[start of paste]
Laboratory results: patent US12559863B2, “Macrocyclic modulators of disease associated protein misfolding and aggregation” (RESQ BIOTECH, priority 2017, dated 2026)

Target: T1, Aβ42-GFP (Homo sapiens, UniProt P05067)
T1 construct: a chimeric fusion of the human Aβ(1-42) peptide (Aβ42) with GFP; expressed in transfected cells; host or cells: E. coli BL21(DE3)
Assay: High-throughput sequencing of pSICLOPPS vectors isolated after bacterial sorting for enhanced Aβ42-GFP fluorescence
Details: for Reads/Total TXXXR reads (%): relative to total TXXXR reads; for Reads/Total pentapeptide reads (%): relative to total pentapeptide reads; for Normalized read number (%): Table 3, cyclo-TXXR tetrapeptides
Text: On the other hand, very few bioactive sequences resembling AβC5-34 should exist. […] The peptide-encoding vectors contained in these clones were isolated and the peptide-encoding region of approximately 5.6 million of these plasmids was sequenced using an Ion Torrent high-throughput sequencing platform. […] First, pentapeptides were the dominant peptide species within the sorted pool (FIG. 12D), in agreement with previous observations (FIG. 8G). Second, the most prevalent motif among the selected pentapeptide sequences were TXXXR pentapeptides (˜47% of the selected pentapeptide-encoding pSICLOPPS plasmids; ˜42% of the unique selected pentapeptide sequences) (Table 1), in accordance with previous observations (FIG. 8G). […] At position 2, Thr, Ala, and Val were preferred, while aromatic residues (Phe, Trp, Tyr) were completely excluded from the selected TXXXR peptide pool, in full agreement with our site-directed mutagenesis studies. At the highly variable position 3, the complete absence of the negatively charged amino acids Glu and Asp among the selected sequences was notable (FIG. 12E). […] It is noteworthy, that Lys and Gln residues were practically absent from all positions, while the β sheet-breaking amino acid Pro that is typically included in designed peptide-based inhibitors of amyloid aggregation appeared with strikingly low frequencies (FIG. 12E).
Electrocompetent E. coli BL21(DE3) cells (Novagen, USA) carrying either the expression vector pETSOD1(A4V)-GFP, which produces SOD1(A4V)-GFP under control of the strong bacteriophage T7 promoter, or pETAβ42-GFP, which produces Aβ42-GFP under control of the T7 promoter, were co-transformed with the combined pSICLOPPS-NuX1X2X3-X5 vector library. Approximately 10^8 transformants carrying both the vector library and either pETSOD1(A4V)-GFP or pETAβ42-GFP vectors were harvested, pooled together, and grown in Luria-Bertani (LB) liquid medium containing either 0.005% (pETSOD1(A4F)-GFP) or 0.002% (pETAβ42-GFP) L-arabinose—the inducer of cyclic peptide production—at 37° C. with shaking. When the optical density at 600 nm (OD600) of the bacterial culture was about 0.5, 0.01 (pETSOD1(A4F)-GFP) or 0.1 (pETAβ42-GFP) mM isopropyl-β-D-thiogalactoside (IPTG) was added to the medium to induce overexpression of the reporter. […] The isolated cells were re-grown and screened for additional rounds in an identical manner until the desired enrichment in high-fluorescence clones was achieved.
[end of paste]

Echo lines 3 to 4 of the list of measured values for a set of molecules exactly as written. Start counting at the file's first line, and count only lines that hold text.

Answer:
T1 construct: a chimeric fusion of the human Aβ(1-42) peptide (Aβ42) with GFP; expressed in transfected cells; host or cells: E. coli BL21(DE3)
Assay: High-throughput sequencing of pSICLOPPS vectors isolated after bacterial sorting for enhanced Aβ42-GFP fluorescence